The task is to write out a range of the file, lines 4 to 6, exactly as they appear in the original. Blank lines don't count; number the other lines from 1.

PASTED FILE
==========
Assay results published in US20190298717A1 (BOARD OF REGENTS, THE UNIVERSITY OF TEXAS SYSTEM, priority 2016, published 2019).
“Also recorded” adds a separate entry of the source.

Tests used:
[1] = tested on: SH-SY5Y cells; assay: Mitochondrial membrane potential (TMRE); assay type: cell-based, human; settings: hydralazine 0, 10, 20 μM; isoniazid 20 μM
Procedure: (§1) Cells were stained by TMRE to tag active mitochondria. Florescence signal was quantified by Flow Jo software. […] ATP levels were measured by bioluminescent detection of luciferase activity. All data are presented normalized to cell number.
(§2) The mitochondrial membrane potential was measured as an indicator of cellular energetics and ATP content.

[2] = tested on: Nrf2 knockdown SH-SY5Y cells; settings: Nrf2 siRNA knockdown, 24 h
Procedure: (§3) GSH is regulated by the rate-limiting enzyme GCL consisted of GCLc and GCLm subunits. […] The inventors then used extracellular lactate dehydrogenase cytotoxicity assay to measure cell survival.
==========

[1] = tested on: SH-SY5Y cells; assay: Mitochondrial membrane potential (TMRE); assay type: cell-based, human; settings: hydralazine 0, 10, 20 μM; isoniazid 20 μM
Procedure: (§1) Cells were stained by TMRE to tag active mitochondria. Florescence signal was quantified by Flow Jo software. […] ATP levels were measured by bioluminescent detection of luciferase activity. All data are presented normalized to cell number.
(§2) The mitochondrial membrane potential was measured as an indicator of cellular energetics and ATP content.